|Publication number||US5581856 A|
|Application number||US 08/455,253|
|Publication date||Dec 10, 1996|
|Filing date||May 31, 1995|
|Priority date||Jan 12, 1990|
|Also published as||CA2034067A1, CA2034067C, EP0436950A2, EP0436950A3, EP0436950B1, EP0436950B2|
|Publication number||08455253, 455253, US 5581856 A, US 5581856A, US-A-5581856, US5581856 A, US5581856A|
|Inventors||Wolf Krummheuer, Hans A. Graefe, Volker Siejak|
|Original Assignee||Akzo N.V.|
|Export Citation||BiBTeX, EndNote, RefMan|
|Patent Citations (39), Non-Patent Citations (22), Referenced by (31), Classifications (10), Legal Events (5)|
|External Links: USPTO, USPTO Assignment, Espacenet|
This is a Continuation of application Ser. No. 08/155,182 filed Nov. 22, 1993, now abandoned, which in turn is a Continuation of application Ser. No. 07/640,816 filed Jan. 14, 1991, now abandoned.
This invention relates to a process for the production of technical fabrics in a dense weave.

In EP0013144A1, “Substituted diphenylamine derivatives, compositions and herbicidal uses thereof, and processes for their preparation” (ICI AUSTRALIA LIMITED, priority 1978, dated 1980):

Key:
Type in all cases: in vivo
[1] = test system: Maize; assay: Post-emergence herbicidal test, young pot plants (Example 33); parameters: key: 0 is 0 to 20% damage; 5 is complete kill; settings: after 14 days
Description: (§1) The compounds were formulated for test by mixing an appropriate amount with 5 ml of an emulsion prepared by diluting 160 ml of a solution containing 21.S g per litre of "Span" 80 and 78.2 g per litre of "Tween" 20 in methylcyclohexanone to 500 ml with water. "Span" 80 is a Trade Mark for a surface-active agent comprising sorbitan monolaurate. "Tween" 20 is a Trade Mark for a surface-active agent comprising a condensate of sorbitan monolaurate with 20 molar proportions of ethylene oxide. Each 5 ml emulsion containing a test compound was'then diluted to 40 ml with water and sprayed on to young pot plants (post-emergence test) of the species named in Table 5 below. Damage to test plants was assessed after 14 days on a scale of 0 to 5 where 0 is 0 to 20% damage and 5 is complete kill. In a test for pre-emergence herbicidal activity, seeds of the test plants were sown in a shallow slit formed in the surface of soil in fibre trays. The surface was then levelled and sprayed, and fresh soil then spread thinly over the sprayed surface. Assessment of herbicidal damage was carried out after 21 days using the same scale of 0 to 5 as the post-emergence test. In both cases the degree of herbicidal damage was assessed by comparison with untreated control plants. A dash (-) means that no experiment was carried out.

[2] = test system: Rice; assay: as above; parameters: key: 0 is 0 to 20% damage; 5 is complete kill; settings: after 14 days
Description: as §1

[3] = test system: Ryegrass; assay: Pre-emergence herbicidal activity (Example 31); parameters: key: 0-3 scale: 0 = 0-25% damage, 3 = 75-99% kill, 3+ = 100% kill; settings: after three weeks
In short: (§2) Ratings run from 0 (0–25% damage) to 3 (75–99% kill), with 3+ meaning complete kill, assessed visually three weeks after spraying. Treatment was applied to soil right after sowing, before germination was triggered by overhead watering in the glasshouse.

The permeability to air is of major importance for the functioning of many technical fabrics for parachutes or sailcloth. It is particularly relevant to air bags. Such technical fabrics are known to skilled artisans. The low permeability to air required of these fabrics has hitherto been obtained by the application of a coating.
A significant disadvantage to the use of coated fabrics, which applies particularly for the production of air bags, is that a coated fabric has a volume when folded at least 10% higher than that of an uncoated fabric. The space required for accommodating the air bag, for example in a steering wheel, is thus greater for a coated fabric than for an uncoated fabric. One particular disadvantage arises from the necessity to cover the coating with talc to prevent the coatings which are in contact with one another in the folded air bag from sticking together. The talc escaping from the air bag when the air bag function is released then causes discomfort to the passengers. Moreover, air bags of uncoated fabrics have a much lower mass than those of coated fabrics so that the steering wheel is easier to handle.